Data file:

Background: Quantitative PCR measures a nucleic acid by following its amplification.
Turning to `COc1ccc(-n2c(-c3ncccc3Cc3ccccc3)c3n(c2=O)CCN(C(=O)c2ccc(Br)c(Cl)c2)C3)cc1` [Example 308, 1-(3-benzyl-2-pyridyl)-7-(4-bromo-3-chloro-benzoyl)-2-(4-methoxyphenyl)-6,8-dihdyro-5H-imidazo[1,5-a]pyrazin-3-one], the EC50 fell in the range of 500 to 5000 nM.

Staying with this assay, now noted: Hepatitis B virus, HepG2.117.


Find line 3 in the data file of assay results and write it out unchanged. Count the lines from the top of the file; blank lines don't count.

Staying with this assay, now noted: Hepatitis B virus, HepG2.117.